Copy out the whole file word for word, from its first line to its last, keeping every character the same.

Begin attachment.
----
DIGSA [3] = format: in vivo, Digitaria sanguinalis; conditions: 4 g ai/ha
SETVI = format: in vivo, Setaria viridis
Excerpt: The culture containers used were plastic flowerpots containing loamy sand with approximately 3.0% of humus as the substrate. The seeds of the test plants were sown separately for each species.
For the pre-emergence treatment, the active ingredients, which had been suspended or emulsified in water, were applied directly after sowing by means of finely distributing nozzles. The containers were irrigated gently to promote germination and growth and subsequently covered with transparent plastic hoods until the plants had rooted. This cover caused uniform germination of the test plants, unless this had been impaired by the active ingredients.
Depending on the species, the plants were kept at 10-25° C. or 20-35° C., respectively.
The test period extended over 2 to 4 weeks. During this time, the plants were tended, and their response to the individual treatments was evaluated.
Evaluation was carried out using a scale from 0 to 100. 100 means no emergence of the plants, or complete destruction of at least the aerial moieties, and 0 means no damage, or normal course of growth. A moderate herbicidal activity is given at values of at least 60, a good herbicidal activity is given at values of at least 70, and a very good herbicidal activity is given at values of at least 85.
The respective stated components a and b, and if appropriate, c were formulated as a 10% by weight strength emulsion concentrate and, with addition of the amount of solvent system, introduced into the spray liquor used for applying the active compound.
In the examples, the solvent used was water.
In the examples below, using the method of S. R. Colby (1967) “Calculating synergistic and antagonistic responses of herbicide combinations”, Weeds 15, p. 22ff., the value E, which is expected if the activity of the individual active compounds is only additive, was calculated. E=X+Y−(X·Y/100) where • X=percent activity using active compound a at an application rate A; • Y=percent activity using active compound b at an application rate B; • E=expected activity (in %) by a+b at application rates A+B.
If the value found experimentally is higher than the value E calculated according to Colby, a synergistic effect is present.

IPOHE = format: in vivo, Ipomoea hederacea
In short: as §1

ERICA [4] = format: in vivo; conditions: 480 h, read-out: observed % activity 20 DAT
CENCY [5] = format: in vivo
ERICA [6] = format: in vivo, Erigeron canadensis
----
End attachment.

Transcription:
DIGSA [3] = format: in vivo, Digitaria sanguinalis; conditions: 4 g ai/ha
SETVI = format: in vivo, Setaria viridis
Excerpt: The culture containers used were plastic flowerpots containing loamy sand with approximately 3.0% of humus as the substrate. The seeds of the test plants were sown separately for each species.
For the pre-emergence treatment, the active ingredients, which had been suspended or emulsified in water, were applied directly after sowing by means of finely distributing nozzles. The containers were irrigated gently to promote germination and growth and subsequently covered with transparent plastic hoods until the plants had rooted. This cover caused uniform germination of the test plants, unless this had been impaired by the active ingredients.
Depending on the species, the plants were kept at 10-25° C. or 20-35° C., respectively.
The test period extended over 2 to 4 weeks. During this time, the plants were tended, and their response to the individual treatments was evaluated.
Evaluation was carried out using a scale from 0 to 100. 100 means no emergence of the plants, or complete destruction of at least the aerial moieties, and 0 means no damage, or normal course of growth. A moderate herbicidal activity is given at values of at least 60, a good herbicidal activity is given at values of at least 70, and a very good herbicidal activity is given at values of at least 85.
The respective stated components a and b, and if appropriate, c were formulated as a 10% by weight strength emulsion concentrate and, with addition of the amount of solvent system, introduced into the spray liquor used for applying the active compound.
In the examples, the solvent used was water.
In the examples below, using the method of S. R. Colby (1967) “Calculating synergistic and antagonistic responses of herbicide combinations”, Weeds 15, p. 22ff., the value E, which is expected if the activity of the individual active compounds is only additive, was calculated. E=X+Y−(X·Y/100) where • X=percent activity using active compound a at an application rate A; • Y=percent activity using active compound b at an application rate B; • E=expected activity (in %) by a+b at application rates A+B.
If the value found experimentally is higher than the value E calculated according to Colby, a synergistic effect is present.

IPOHE = format: in vivo, Ipomoea hederacea
In short: as §1

ERICA [4] = format: in vivo; conditions: 480 h, read-out: observed % activity 20 DAT
CENCY [5] = format: in vivo
ERICA [6] = format: in vivo, Erigeron canadensis